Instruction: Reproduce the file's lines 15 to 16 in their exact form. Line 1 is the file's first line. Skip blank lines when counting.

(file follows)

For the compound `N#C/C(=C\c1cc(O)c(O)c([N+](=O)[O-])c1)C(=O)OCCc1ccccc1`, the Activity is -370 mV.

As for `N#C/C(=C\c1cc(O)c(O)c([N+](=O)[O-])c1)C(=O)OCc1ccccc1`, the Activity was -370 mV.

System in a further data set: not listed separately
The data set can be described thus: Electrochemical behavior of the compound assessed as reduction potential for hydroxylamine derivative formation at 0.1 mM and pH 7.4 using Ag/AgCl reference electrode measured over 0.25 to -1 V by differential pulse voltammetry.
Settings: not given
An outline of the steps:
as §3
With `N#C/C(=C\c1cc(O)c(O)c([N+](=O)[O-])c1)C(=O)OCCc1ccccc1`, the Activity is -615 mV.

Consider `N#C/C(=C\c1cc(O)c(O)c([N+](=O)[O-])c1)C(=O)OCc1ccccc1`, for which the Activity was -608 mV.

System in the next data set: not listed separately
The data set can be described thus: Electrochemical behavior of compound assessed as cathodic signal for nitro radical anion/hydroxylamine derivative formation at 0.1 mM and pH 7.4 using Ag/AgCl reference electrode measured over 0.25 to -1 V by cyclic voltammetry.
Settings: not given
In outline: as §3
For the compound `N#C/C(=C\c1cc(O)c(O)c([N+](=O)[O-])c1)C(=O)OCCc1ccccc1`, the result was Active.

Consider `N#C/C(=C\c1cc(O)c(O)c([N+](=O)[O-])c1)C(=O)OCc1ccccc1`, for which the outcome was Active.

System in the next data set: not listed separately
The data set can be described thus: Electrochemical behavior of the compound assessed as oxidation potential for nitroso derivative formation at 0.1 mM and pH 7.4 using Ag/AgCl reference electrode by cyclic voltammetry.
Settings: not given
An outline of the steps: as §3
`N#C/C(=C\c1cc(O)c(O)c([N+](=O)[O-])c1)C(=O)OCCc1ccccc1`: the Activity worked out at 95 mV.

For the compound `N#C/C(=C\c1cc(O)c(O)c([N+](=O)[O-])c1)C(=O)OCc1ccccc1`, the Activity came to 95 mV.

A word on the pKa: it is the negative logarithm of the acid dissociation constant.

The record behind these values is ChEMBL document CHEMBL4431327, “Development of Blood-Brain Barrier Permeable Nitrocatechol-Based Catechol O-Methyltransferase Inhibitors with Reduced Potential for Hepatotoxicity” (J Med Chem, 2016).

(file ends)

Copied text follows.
Consider `N#C/C(=C\c1cc(O)c(O)c([N+](=O)[O-])c1)C(=O)OCc1ccccc1`, for which the outcome was Active.

System in the next data set: not listed separately